When George Washington assumed command of the Continental Army in 1775, he was stunned to learn there was less than one tenth of the gunpowder his army needed in stock. There were other shortages equally severe. Cannon balls, mortar shells, and the cannon and mortars to fire them were scarce. So were serviceable muskets, lead to make bullets, bayonets, clothing, shoes and boots, tents and blankets. All had to be obtained, which led to yet another pressing shortage – money. Congress didn’t have any, nor did it have the power to levy taxes to raise some. The only good thing Washington found in the situation was the British didn’t know how weak the colonists were.
Clearly help was needed from somewhere. Unknown to Washington and Congress at the time was the machinery to provide aid was already being developed in Europe. It was created by a French courtier, writer, and spy for King Louis XVI of France. Before Benjamin Franklin and his delegation arrived in France to solicit aid for the Americans, French operations to provide it were underway. It had the tacit approval of the King and his court, so long as it remained secret. London and Paris were awash with spies. Keeping a secret of such magnitude was difficult, but a capable and largely forgotten hero of the American Revolution rose to the task.
1. Pierre-Augustin Caron de Beaumarchais was a French version of Benjamin Franklin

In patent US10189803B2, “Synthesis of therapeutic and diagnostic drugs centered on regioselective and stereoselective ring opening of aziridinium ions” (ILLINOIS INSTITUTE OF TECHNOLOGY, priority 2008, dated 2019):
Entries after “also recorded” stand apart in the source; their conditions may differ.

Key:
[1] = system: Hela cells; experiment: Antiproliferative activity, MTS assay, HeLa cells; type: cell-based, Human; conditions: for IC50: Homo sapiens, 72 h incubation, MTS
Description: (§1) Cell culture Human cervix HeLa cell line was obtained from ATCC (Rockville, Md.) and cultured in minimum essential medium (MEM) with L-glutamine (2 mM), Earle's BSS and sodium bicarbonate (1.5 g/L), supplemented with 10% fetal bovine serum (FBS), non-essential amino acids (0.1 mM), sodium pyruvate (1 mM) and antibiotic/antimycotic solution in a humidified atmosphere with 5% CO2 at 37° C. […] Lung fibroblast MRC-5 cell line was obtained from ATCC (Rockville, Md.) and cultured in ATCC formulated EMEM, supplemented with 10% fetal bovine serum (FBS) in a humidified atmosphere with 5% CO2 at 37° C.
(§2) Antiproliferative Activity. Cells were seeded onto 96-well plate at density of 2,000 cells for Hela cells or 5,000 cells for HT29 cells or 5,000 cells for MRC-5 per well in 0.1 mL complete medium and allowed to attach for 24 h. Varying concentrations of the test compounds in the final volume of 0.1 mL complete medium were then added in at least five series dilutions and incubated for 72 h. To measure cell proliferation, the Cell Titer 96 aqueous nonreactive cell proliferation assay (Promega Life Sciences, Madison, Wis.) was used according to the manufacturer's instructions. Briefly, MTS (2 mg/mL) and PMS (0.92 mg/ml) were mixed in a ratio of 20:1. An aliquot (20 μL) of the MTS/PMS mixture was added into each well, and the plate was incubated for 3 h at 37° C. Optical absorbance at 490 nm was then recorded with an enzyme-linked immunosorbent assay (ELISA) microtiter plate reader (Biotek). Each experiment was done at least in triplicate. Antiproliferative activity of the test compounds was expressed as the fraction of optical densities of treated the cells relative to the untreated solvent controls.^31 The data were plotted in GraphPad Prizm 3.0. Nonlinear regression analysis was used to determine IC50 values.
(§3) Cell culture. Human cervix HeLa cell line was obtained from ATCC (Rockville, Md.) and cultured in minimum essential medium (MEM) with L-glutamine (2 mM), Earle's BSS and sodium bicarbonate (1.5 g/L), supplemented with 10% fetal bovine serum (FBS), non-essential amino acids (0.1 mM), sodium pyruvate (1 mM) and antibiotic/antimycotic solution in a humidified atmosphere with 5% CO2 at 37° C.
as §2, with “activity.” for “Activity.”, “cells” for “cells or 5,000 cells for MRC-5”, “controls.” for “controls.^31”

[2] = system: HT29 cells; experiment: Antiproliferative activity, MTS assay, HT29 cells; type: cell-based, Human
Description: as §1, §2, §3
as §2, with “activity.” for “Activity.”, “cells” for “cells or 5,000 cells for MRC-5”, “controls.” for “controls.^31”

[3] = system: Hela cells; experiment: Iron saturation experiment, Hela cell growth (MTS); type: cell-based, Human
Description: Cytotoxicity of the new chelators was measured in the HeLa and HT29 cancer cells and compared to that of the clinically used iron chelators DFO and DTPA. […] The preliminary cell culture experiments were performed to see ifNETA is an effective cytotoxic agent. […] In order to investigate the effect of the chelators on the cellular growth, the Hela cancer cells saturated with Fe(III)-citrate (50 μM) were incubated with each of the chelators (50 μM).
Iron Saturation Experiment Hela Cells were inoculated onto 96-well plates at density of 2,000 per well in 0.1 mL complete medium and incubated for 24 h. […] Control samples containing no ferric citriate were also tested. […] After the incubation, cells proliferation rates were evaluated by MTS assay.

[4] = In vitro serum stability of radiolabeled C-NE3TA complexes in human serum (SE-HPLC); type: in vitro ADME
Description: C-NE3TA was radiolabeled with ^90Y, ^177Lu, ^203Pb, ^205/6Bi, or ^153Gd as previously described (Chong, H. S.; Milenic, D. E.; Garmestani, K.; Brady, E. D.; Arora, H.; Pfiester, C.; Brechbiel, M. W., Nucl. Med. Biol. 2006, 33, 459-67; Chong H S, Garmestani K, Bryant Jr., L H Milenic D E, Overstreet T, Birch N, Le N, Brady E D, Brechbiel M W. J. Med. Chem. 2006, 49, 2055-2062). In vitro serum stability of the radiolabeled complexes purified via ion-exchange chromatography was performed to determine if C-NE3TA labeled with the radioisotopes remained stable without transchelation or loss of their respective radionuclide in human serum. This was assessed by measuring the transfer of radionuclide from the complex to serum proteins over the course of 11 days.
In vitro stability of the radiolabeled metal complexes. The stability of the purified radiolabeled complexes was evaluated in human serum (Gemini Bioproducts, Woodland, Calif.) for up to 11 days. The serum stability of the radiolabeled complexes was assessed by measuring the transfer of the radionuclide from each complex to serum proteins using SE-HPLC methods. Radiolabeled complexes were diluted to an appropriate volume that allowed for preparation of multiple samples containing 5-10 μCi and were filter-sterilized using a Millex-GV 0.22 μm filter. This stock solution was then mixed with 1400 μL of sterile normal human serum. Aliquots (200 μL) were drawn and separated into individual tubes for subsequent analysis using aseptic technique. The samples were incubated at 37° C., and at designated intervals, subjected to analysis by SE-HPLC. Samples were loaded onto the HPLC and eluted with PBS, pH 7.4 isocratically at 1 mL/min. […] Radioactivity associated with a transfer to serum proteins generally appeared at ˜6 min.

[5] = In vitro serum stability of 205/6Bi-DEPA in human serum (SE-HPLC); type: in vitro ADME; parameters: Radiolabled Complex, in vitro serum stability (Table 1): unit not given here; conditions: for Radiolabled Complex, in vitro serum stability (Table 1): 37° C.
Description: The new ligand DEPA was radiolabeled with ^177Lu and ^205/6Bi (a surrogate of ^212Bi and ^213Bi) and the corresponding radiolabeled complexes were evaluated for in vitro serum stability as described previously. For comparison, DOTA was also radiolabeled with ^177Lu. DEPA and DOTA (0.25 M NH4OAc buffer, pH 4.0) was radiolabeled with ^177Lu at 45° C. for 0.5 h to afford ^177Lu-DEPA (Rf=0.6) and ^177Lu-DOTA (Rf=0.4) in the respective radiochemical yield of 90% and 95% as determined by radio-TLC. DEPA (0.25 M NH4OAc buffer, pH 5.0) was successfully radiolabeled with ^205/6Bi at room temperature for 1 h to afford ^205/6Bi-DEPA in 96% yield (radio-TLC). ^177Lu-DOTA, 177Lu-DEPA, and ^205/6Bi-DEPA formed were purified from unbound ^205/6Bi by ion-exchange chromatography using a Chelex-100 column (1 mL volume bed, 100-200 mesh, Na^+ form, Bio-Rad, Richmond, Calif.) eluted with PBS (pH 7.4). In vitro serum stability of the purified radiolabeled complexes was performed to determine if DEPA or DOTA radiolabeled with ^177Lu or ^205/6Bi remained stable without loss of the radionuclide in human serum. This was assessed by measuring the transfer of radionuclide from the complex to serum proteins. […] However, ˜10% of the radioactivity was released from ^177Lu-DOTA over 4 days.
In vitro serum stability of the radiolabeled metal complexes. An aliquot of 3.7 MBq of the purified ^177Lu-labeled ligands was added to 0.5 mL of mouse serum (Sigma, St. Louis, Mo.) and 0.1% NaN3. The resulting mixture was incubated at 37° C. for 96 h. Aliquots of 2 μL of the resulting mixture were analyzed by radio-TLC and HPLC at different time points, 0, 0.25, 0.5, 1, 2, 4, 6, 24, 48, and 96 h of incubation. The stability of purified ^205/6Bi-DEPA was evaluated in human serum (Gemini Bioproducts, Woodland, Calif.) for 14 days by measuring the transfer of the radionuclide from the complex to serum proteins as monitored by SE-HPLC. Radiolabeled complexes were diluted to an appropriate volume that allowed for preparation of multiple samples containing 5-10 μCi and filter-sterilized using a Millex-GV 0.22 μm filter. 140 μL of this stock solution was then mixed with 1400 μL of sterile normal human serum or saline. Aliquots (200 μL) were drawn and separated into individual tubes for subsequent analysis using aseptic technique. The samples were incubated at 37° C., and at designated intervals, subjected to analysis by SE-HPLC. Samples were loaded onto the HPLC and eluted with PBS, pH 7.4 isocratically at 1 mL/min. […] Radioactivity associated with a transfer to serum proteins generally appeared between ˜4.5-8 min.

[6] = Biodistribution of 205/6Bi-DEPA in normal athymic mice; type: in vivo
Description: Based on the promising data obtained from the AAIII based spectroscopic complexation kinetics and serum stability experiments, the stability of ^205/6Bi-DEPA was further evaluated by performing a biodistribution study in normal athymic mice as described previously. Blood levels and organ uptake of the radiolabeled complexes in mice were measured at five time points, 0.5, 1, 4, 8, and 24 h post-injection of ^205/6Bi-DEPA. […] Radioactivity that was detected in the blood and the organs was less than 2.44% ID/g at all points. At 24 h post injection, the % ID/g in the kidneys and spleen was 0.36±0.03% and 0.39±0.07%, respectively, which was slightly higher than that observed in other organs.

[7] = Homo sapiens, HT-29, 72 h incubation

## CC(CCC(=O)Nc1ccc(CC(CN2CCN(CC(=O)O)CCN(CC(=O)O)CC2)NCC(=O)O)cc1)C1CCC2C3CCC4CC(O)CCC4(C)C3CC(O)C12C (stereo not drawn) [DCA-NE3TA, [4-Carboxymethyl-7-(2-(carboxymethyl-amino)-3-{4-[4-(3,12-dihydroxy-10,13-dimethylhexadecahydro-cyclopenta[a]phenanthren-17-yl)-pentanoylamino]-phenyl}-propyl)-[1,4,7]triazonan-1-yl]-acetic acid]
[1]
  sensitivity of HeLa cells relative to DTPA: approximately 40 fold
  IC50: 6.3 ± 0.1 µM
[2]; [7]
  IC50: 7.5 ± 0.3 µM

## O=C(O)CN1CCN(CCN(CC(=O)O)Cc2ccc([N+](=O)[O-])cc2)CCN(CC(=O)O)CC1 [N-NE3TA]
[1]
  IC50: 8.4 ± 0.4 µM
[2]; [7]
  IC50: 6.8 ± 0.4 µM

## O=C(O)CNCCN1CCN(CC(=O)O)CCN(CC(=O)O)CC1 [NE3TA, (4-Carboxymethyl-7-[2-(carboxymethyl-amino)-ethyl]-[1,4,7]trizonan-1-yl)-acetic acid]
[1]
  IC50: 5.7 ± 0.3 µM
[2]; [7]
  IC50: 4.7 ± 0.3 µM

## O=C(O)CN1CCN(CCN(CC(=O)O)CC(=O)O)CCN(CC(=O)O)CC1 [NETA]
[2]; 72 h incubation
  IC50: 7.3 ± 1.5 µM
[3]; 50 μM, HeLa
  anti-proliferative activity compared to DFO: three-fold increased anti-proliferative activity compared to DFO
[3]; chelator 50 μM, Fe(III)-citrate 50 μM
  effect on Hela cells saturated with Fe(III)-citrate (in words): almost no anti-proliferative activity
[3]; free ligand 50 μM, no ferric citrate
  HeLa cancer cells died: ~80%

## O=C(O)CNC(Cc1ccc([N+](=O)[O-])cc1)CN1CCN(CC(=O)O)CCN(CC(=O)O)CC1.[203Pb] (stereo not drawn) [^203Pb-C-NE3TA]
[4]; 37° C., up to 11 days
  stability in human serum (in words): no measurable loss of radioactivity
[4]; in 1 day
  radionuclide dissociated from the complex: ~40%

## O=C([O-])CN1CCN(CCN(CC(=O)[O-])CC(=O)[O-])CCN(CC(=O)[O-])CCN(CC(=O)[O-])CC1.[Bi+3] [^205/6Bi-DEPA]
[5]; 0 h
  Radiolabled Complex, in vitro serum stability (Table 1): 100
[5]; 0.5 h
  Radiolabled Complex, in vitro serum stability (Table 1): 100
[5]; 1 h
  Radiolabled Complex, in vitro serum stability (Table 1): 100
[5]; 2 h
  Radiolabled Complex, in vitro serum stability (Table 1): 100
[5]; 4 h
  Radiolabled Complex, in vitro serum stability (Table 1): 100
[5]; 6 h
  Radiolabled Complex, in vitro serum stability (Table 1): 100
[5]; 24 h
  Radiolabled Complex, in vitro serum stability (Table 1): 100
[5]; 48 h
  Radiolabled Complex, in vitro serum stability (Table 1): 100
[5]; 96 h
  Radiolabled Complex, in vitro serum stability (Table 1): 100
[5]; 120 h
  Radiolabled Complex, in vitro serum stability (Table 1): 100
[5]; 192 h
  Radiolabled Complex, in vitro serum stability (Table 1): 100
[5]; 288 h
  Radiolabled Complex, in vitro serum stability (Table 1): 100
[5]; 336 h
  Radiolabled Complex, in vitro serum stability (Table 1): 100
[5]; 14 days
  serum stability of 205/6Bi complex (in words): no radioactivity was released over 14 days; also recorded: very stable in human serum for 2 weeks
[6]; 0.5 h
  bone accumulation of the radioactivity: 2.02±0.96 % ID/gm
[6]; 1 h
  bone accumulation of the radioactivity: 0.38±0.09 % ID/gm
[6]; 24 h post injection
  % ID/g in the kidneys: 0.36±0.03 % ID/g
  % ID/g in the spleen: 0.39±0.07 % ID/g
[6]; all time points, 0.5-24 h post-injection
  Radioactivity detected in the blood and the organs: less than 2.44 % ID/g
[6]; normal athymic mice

Beaumarchais is best remembered today through a character he created for three of the plays he wrote. The character was Figaro, later immortalized in the Mozart opera The Marriage of Figaro. But it would be wrong to identify Beaumarchais as merely a playwright. He was a skilled watchmaker, a publisher, and a musician of considerable talent. An inventor, he created a movement for pocket watches that made them more accurate. He was a patron of King Louis XVI. He was also a diplomat for the French court, and used his position at Louis’ request to serve as a spy in Great Britain. By 1775 Beaumarchais had extensive contacts in the Spanish, French, Dutch, and British governments.
Beaumarchais was a man not above bribing judges in civil suits to obtain favorable verdicts. He also knew what the inside of a jail cell looked like, having been incarcerated in Spain in a dispute over a mistress shared with the Duke of Chaulnes. As a servant of Louis XV, he conducted covert missions in London, Vienna, and Amsterdam, serving his French monarch as a spy. He was in London to extract or silence another French spy, the Chevalier D’Eon, when he learned of the nature of the dispute between Britain and its colonies in North America. Beaumarchais became a conduit of information to the French court. His reports to Paris were always approving of the Americans, and often exaggerated the size of the rebellion.